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Is it Easier to Escape from Low Pay in Urban Areas? Evidence from the UK

By Euan Cartner Phimister, Ioannis Theodossiou, Richard Upward and Centre for European Labour Market Research

Abstract

In this paper we compare periods of low pay employment between urban and rural areas in the UK. Using the British Household Panel Survey, we estimate the probability that a period of low pay employment will end allowing for a number of possible outcomes, namely to a ‘high pay’ job, self-employment, unemployment and out of the labour force. The results show that there are statistically significant differences in the dynamics of low pay across urban and rural labour markets, particularly in terms of exits to high pay and out of the labour force. After controlling for different personal and job characteristics across markets, urban low pay durations are somewhat shorter on average, with a higher probability that urban workers will move to high pay. However, the results suggest that any urban-rural differences in the typical low pay experience are particularly concentrated among certain types of individuals, e.g. young workers, women without qualifications.Preprin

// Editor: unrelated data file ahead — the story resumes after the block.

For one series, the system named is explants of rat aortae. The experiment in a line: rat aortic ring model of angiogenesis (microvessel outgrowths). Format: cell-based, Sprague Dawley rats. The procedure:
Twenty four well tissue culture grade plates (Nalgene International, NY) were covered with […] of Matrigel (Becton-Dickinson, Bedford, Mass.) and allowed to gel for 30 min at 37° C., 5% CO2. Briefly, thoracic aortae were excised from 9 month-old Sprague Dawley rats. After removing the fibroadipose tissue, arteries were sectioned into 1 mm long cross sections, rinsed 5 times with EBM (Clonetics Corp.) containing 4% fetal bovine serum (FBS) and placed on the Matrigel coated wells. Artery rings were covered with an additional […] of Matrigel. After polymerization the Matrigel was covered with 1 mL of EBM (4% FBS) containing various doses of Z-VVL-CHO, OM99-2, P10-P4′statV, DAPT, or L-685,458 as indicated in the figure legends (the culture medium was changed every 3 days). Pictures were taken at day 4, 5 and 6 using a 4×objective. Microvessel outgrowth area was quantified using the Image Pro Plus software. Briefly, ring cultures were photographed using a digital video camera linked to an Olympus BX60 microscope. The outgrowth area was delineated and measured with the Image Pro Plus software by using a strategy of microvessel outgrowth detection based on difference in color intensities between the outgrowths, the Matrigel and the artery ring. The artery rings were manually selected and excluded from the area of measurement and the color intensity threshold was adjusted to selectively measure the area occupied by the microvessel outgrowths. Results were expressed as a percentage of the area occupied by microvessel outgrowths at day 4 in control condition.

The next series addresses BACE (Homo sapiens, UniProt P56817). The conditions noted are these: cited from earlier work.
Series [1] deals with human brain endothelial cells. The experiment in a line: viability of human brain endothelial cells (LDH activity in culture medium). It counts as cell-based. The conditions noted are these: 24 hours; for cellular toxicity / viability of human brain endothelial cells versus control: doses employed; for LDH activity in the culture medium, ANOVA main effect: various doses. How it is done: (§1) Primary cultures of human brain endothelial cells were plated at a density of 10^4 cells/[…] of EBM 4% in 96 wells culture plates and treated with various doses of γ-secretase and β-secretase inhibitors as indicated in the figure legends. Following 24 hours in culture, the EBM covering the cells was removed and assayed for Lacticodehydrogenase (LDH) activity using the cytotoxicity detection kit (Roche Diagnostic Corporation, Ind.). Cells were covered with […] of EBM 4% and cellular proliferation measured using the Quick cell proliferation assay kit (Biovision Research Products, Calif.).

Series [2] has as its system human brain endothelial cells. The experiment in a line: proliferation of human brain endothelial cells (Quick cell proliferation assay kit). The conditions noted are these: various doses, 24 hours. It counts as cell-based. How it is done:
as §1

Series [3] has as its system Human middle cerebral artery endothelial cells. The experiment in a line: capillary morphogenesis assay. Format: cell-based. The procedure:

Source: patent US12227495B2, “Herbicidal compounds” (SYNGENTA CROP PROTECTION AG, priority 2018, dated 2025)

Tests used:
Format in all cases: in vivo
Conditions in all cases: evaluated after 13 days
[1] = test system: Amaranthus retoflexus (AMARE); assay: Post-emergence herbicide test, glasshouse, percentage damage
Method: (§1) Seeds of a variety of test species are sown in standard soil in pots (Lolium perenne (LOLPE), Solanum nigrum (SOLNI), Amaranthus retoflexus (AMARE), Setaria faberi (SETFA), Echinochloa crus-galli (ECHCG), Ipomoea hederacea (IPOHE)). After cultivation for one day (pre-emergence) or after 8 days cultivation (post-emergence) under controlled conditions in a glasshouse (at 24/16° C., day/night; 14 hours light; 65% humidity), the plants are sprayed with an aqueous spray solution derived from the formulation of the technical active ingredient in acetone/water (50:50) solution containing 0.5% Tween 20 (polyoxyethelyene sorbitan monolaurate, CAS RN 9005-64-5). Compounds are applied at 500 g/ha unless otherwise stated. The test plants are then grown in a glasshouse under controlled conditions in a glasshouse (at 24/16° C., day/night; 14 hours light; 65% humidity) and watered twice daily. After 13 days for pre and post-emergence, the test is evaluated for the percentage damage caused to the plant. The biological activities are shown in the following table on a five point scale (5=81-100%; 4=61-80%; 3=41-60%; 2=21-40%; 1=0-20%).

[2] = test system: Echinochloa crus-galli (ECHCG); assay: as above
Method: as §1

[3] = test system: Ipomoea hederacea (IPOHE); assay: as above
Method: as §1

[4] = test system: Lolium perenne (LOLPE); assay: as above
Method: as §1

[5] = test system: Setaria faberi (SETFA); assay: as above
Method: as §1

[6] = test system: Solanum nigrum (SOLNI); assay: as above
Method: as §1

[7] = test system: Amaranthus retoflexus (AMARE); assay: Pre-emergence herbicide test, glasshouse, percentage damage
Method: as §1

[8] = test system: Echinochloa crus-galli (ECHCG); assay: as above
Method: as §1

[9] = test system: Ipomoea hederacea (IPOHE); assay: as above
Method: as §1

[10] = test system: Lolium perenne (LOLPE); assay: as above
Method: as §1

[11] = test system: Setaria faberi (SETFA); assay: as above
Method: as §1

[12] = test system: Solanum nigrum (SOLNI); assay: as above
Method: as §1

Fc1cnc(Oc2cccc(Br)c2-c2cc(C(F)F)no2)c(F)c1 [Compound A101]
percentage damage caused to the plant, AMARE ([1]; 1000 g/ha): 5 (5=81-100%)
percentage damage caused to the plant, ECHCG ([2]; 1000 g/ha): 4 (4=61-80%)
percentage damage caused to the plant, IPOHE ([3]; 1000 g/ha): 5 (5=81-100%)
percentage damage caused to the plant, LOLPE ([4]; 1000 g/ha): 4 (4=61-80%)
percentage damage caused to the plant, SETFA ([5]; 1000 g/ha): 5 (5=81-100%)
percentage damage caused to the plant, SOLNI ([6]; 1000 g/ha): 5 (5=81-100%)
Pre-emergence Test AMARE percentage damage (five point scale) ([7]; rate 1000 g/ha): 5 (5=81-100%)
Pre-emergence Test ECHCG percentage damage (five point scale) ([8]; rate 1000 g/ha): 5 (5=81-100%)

Topics: HD Industries. Land use. Labor
Publisher: University of Aberdeen Business School
Year: 2004
OAI identifier: oai:aura.abdn.ac.uk:2164/13
Journal:

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